This selection will be limited to Aboriginal (Indigenous) peoples. York University values diversity and encourages candidates from Aboriginal (Indigenous) communities to self-identify as a member of one or more of the four designated groups: Aboriginal (Indigenous) Peoples, women, visible minorities (members of racialized groups) and persons with disabilities. Qualified candidates are encouraged to apply; however, Canadian citizens, Permanent Residents and Indigenous peoples in Canada will be given priority. Applicants wishing to self-identify can do so by downloading, completing and submitting the forms found at: . Please select the “Affirmative Action” tab under which forms pertaining to Citizenship and Affirmative Action can be found.

Applicants should submit a signed cover letter; a curriculum vitae; a statement of teaching philosophy; a core reading list for a graduate and an undergraduate course; and one writing sample of no more than 50 pages. Please email the application package in PDF format with the subject line “Indigenous Futures” to Professor Shubhra Gururani, Chair, Department of Anthropology at The applicant should arrange to have three letters of reference sent to the Chair by email. The letters should arrive by the deadline from referees’ professional email address.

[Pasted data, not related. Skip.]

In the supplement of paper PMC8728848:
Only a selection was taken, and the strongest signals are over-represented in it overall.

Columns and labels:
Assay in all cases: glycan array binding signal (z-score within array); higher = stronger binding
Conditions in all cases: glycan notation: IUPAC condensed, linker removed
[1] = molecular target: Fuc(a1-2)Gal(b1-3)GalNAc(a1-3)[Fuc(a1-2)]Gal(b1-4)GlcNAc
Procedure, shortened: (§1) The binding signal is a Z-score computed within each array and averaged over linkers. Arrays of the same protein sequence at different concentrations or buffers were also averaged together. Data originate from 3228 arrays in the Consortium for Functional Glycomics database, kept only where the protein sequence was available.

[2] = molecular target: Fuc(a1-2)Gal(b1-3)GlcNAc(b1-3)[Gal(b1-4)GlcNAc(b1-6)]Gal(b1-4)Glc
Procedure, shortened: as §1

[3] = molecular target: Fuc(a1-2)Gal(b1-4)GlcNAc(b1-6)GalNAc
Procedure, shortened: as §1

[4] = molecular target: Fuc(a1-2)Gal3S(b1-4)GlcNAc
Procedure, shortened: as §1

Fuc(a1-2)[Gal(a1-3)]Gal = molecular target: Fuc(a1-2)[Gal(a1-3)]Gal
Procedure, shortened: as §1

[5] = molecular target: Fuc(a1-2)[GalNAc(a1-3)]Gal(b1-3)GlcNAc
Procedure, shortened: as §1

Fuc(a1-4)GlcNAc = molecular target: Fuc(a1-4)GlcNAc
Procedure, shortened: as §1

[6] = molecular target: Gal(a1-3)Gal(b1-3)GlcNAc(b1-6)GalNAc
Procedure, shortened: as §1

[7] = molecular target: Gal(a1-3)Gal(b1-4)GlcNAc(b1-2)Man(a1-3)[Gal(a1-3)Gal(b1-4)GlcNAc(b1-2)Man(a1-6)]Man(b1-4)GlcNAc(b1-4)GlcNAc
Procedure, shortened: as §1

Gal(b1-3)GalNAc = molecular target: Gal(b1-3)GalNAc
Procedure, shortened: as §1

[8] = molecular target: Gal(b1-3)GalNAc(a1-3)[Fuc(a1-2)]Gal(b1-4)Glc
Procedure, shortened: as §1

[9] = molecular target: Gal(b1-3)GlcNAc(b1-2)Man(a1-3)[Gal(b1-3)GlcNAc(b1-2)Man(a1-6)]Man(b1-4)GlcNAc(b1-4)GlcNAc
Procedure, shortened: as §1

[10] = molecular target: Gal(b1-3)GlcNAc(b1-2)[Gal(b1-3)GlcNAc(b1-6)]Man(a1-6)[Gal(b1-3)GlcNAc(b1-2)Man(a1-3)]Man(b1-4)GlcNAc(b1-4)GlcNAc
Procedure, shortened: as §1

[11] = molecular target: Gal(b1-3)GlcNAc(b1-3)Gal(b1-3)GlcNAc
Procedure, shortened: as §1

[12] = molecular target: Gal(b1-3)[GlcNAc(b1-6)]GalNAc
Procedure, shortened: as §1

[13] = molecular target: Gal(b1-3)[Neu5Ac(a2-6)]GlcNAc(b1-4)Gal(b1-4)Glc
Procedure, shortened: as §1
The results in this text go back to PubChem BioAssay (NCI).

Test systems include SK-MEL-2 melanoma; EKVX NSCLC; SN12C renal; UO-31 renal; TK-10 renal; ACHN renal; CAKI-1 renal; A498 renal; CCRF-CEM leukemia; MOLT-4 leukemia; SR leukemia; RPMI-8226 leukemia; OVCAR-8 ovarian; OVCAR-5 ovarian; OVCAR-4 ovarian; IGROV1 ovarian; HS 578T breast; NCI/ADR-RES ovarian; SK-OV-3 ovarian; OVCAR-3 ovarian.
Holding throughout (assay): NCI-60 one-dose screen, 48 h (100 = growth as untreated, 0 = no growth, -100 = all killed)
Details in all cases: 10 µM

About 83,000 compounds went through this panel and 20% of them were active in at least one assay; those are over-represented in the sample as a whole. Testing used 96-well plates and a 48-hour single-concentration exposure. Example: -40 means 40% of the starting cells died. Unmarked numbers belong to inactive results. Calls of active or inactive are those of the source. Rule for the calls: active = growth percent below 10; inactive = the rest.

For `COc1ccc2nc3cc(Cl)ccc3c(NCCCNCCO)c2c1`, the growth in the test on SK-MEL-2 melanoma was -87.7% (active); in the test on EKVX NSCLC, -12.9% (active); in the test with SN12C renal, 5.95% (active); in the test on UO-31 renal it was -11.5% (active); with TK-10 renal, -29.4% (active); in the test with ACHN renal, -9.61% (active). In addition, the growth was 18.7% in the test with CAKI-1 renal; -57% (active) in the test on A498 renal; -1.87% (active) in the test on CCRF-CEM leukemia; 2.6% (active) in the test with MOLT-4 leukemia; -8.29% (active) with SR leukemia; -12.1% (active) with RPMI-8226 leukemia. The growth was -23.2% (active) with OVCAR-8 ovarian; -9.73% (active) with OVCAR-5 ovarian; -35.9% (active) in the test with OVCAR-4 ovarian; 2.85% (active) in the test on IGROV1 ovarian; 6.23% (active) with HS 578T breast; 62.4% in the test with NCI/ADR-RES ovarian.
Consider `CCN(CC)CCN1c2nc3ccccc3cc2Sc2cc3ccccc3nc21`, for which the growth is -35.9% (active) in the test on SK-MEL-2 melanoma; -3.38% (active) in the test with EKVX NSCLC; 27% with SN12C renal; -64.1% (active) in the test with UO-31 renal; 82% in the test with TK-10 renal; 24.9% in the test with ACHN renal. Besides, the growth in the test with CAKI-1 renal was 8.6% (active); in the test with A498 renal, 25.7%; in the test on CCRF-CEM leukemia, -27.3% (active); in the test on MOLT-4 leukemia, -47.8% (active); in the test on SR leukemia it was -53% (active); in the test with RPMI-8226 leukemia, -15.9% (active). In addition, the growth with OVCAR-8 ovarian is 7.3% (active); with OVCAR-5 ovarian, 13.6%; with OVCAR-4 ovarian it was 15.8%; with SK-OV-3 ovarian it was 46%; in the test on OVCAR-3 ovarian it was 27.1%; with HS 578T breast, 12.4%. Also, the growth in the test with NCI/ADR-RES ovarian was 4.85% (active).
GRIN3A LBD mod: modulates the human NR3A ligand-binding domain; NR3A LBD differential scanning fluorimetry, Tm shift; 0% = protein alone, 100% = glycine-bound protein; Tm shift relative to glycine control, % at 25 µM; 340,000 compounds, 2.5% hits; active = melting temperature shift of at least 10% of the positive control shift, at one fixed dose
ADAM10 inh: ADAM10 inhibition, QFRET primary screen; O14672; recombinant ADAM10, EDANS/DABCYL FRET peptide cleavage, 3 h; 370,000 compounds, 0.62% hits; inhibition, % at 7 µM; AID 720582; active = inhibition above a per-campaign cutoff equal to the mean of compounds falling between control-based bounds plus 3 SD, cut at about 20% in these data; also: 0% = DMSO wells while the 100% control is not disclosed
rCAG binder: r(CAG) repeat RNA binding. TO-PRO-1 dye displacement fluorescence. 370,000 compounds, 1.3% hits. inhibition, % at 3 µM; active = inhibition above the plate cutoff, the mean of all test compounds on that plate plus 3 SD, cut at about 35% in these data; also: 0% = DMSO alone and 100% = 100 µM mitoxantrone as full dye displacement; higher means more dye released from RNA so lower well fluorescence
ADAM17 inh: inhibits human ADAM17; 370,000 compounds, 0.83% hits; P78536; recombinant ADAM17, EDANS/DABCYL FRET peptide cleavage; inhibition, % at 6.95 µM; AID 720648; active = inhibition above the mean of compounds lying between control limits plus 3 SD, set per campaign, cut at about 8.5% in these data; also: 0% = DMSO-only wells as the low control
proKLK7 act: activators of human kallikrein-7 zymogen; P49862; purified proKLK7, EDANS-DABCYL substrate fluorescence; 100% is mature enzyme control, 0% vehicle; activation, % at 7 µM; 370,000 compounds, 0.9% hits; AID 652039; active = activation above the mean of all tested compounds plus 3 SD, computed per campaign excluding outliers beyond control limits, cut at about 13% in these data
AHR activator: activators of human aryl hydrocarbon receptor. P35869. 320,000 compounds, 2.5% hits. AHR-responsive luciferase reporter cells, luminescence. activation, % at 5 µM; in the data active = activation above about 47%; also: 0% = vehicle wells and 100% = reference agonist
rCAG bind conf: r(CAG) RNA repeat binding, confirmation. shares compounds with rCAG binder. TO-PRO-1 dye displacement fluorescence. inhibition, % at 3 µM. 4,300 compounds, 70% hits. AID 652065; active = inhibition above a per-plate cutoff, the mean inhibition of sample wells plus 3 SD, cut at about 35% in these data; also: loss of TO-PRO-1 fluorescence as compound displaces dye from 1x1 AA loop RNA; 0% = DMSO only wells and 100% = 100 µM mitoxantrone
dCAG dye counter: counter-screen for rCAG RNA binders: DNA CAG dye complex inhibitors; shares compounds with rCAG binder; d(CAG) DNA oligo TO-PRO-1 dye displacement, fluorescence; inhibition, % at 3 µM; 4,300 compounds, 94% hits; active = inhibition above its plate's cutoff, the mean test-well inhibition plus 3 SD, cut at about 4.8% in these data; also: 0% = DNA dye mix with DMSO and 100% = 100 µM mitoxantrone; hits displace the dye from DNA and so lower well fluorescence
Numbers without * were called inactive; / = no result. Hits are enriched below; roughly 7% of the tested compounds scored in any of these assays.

The deadline for receipt of completed applications is November 1, 2018. Salary will be commensurate with qualifications and experience. All York University positions are subject to budgetary approval.

Please see the call here:

Look for JFA 28.3 (2017) to arrive in the mail very soon! The final issue of Volume 28 is a special issue on representations of the body in YA fiction, guest edited by Mathieu Donner. To read his introduction and for a preview of the contents, check out the current issue page.

Please also check out the JFA blog here:

Assistant Professor, Folklore and Narrative

The George Mason University Department of English invites applications for a nine-month, tenure track Assistant Professor Position in Folklore and Narrative. We encourage applicants with expertise in the verbal folklore of African American, Asian American, Latinx, Native American, Asian American, immigrant, and other marginalized U.S. communities. George Mason University has a strong institutional commitment to the achievement of excellence and diversity among its faculty and staff, and strongly encourages candidates to apply who will enrich Mason’s academic and culturally inclusive environment.